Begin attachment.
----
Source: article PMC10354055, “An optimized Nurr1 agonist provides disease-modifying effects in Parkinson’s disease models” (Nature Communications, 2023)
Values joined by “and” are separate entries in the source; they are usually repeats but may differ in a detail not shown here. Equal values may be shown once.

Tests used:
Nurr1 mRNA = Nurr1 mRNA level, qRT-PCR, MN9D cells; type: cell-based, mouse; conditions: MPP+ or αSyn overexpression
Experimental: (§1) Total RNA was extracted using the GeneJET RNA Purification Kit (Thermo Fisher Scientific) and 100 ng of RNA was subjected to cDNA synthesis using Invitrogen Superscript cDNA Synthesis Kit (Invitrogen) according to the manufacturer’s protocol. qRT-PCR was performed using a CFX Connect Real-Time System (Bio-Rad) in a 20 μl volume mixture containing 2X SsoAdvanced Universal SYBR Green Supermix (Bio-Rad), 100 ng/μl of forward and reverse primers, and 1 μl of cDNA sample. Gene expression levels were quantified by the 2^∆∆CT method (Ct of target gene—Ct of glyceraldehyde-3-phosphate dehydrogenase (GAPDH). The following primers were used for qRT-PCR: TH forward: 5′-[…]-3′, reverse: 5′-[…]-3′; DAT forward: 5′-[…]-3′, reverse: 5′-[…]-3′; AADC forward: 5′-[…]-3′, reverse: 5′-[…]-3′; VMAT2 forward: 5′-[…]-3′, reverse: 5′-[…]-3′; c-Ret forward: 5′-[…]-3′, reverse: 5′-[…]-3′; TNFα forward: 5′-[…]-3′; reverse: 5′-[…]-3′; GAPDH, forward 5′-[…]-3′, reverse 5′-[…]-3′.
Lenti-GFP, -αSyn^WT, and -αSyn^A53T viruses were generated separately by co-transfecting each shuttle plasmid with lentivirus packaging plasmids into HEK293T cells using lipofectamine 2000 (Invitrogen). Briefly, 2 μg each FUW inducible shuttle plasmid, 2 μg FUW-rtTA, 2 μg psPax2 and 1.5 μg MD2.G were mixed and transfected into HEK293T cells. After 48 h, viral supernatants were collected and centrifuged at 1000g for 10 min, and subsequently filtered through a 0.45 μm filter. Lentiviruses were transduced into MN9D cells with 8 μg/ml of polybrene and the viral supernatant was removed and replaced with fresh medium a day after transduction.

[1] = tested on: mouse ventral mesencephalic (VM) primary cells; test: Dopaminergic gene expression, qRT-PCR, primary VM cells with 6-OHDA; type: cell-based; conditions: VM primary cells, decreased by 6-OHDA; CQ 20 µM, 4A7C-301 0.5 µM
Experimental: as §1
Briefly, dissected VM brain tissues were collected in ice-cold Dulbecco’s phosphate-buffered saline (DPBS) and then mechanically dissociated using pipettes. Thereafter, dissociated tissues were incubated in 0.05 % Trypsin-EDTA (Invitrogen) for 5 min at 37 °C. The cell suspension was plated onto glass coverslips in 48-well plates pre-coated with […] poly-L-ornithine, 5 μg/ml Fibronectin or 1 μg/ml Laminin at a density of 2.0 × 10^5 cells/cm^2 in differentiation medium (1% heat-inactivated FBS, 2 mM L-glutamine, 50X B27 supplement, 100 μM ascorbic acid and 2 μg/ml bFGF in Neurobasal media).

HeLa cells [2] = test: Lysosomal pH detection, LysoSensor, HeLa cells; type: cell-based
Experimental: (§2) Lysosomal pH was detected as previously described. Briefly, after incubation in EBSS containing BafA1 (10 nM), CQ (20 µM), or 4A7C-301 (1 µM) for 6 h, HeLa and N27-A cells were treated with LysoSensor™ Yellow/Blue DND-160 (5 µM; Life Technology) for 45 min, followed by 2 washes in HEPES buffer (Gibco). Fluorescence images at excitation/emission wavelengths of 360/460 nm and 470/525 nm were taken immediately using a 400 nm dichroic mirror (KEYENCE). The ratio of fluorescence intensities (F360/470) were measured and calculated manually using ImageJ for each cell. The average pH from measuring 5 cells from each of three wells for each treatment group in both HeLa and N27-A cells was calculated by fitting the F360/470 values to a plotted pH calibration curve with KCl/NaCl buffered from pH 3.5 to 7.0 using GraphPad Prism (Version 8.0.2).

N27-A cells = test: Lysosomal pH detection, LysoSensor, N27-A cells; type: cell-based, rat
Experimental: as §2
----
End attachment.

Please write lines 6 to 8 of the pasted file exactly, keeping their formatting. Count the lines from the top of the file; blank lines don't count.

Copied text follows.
Lenti-GFP, -αSyn^WT, and -αSyn^A53T viruses were generated separately by co-transfecting each shuttle plasmid with lentivirus packaging plasmids into HEK293T cells using lipofectamine 2000 (Invitrogen). Briefly, 2 μg each FUW inducible shuttle plasmid, 2 μg FUW-rtTA, 2 μg psPax2 and 1.5 μg MD2.G were mixed and transfected into HEK293T cells. After 48 h, viral supernatants were collected and centrifuged at 1000g for 10 min, and subsequently filtered through a 0.45 μm filter. Lentiviruses were transduced into MN9D cells with 8 μg/ml of polybrene and the viral supernatant was removed and replaced with fresh medium a day after transduction.

[1] = tested on: mouse ventral mesencephalic (VM) primary cells; test: Dopaminergic gene expression, qRT-PCR, primary VM cells with 6-OHDA; type: cell-based; conditions: VM primary cells, decreased by 6-OHDA; CQ 20 µM, 4A7C-301 0.5 µM
Experimental: as §1